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TitleGame Changer
File Size2.6 MB
Total Pages175
Table of Contents
1. Taking a Stance
2. In the Beginning, Just War and Cricket
3. School Cricket, Minus the School
4. The Karachi Cricket Cult
5. Dreams, Street Cred and a Brutal Wake-Up Call
6. All the World Is a Stock Market
7. A First, a Trial, Then Another First
8. The Insomniac’s Dream Debut
9. The Quest Begins
10. Pathan vs Hindustan
11. Threats and Treats, Indian and Homegrown
12. Ignominy in England
13. Decline
14. The Comeback King
15. Awkward and Oval
16. The Boy and Bob
17. Skipper, Victim, Soldier, Terror
18. The Strain of Command
19. Captaincy and Chaos
20. Palace Intrigues
21. Trials and Liars
22. Players, Power and Fratricide
23. Batting India Is Battling India
24. Sledging, Tampering and the Unforgettables
25. Visualization, Health and Adaptability
26. Shortchanging Pakistan
27. India 2.0
28. The Dry Talent Pipeline
29. Predictable Unpredictability
30. Temperament, Truth and Leadership
31. The Lost Kingdom
32. Politics Ain’t for Pathans
33. Soldiering on
34. Fun, Fans and Fanatics
35. A Tardy Ending
36. Happiness, Faith and Doubt
37. The Second Innings
38. Naya Pakistan, Purana Lala
Photographic Inserts
About the Book
About the Author
Praise for Shahid Afridi
Document Text Contents
Page 87



OT TOO long ago, there used to be an unwritten policy called ‘Player Power’ used in the
Pakistani dressing room. The senior players were not just experienced cricketers and

expected to lead the team in the field. Their views were also taken into account for policy
decisions. What they recommended, the board largely accepted. They were on the inside, and
their learnings mattered.

This wasn’t always a good approach and personal biases clouded the judgement of senior
players from time to time. Still, it worked well because that’s the way cricket was always played
and the team managed in Pakistan. In fact, Player Power exists as a formal or informal policy in
other cricket boards and teams too. Veteran players have their finger on the pulse of the team
and its capacity, and are always consulted before big steps are taken. They are always looped in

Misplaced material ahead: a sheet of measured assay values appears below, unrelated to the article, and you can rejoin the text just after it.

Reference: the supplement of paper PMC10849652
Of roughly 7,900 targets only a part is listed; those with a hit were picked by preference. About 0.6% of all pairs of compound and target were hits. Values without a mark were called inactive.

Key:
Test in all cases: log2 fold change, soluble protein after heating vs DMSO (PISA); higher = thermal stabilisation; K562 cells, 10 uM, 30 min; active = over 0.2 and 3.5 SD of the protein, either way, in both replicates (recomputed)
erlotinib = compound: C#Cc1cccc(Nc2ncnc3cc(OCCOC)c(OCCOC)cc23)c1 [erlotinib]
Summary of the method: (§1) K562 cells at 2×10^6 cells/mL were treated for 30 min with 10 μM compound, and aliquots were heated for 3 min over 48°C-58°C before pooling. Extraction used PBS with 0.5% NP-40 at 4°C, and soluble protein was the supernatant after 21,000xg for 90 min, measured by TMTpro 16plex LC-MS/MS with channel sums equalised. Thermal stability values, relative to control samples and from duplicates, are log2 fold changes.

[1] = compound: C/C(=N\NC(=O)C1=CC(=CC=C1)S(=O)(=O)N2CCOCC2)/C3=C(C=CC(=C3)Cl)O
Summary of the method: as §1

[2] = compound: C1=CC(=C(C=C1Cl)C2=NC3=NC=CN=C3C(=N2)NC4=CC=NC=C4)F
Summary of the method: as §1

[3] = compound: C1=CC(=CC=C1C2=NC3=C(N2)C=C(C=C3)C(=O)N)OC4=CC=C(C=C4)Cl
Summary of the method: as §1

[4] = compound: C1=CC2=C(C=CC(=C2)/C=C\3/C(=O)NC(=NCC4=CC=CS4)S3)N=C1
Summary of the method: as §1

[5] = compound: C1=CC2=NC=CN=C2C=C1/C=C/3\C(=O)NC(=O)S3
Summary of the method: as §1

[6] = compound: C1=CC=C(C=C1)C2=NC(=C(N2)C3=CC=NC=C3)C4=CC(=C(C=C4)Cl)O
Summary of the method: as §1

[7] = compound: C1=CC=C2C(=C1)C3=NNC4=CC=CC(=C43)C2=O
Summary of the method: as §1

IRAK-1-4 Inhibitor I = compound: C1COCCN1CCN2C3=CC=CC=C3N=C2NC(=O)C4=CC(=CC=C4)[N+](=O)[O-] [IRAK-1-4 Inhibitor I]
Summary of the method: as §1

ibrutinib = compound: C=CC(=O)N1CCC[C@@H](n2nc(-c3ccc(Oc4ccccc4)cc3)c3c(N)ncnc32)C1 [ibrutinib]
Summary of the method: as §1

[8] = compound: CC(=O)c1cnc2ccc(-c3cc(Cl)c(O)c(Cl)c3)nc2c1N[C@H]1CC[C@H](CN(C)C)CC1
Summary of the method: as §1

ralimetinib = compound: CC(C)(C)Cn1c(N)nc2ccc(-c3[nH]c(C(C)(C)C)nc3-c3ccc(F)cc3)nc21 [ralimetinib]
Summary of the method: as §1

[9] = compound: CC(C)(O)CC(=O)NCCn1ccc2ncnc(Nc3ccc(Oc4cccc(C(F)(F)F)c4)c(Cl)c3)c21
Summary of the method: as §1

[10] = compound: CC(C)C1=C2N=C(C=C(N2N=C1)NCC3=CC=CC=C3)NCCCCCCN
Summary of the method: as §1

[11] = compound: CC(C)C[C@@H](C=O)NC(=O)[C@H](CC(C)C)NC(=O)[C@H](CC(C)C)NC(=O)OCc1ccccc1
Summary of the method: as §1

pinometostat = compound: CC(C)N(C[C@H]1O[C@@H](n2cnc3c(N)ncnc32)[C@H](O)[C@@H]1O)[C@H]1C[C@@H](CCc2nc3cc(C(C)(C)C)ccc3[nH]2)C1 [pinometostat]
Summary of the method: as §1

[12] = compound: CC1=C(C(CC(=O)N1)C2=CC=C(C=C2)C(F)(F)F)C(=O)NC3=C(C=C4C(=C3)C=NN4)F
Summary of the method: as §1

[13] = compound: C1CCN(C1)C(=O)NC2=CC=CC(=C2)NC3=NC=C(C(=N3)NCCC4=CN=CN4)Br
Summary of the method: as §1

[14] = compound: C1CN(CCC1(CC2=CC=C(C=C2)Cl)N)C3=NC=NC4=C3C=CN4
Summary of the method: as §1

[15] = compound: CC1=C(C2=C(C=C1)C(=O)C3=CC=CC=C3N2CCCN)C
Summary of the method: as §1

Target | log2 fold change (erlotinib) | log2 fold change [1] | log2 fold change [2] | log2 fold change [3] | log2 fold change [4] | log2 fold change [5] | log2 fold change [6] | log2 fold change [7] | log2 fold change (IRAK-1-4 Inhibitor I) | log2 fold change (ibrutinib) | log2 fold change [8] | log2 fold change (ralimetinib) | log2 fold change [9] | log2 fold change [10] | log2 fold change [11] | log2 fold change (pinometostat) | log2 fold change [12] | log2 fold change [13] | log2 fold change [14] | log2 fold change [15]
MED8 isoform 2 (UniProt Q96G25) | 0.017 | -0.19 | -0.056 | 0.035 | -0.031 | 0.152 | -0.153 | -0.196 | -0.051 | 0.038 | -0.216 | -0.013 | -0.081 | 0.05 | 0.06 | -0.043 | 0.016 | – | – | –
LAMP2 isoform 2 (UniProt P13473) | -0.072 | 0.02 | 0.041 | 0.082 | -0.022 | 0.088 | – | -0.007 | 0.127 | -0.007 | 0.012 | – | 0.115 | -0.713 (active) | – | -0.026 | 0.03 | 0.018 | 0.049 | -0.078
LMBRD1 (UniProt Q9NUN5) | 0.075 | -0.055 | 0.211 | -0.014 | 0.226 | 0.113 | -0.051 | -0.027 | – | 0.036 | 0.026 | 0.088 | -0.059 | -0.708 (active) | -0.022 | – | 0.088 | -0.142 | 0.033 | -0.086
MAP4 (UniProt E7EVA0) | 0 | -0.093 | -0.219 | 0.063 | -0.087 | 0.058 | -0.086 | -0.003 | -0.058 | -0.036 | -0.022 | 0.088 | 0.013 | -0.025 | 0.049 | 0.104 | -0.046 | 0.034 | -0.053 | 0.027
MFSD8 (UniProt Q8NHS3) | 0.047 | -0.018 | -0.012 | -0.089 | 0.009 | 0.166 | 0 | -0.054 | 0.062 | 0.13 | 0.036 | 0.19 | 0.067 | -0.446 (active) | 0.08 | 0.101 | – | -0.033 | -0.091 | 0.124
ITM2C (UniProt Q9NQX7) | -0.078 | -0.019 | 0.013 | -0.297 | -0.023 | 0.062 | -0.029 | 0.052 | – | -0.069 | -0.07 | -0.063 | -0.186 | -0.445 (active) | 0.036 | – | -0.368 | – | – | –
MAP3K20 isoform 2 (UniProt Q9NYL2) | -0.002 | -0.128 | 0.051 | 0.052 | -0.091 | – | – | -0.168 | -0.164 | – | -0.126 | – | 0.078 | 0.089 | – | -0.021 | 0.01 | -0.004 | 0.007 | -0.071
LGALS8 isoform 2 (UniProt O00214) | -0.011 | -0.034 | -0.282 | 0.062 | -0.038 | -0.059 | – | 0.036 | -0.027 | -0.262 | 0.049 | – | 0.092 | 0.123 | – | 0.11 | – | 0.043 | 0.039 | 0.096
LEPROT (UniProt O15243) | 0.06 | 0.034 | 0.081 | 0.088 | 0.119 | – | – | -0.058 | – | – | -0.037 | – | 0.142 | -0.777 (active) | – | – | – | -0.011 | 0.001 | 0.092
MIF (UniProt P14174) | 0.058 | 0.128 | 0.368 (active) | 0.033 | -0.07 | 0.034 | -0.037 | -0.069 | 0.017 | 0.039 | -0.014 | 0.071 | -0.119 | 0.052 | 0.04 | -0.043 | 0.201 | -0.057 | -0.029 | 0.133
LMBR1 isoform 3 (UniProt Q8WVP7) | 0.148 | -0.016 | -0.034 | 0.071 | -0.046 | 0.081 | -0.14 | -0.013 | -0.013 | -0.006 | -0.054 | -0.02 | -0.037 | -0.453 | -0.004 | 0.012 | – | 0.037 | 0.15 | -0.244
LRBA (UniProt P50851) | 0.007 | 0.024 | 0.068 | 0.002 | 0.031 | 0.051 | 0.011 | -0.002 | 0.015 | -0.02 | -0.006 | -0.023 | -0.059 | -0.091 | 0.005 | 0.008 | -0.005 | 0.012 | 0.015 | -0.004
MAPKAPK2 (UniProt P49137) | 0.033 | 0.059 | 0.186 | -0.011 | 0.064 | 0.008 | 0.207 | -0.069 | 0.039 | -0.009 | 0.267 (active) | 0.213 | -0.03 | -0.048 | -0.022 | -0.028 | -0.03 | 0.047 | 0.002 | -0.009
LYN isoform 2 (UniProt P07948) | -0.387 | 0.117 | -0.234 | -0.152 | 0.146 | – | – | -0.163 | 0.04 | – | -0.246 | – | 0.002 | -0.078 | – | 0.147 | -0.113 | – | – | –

before making major decisions.

But something, somewhere has gone wrong within the PCB. Somewhat recently, the board
decided that it liked the ‘Yes, sir’ type of players, who would go along with whatever the board
wanted. Thus, Player Power, for long the centre of gravity of the national team, ended, and the
system changed. This really damaged our cricket. The seniors, who are the connect between the
board and the players, have no input in the system anymore. This has harmed the efficiency of
the team.

Here’s a case study: In 2010–11, we had a very, very good team that was beginning to gel and
had an excellent understanding of each other. But it didn’t happen overnight. At least, not until
issues between the coach Waqar Younis and me, the captain, had been resolved.

There was a back story to it. Soon after the spot-fixing scandal, there was a rebellion of sorts
within the team against me. I was blamed for getting Butt, Asif and Amir caught. They wanted to
push me to the side. I didn’t relent. I hardened up. I had the full backing of the board and Ijaz
Butt, the chairman. With his support, I started consolidating the team too, and even delivered
wins in the series in the West Indies. But this was a sensitive, critical juncture, and I needed all

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the help I could get. This was when I really needed Waqar to back me up.
Unfortunately, he hadn’t let go of the past. Waqar and I had a history, dating all the way back

to his tiff with Wasim over the captaincy crown. He was a mediocre captain but a terrible coach,
always micromanaging and getting in the way, trying to tell the captain – me – what to do, and
even dealing bilaterally with the players, poisoning their ears. We have different personalities and
different leadership styles too. It was a natural clash and it was bound to happen.

More importantly, I was let down. Teaming up with the manager, Intikhab Alam, Waqar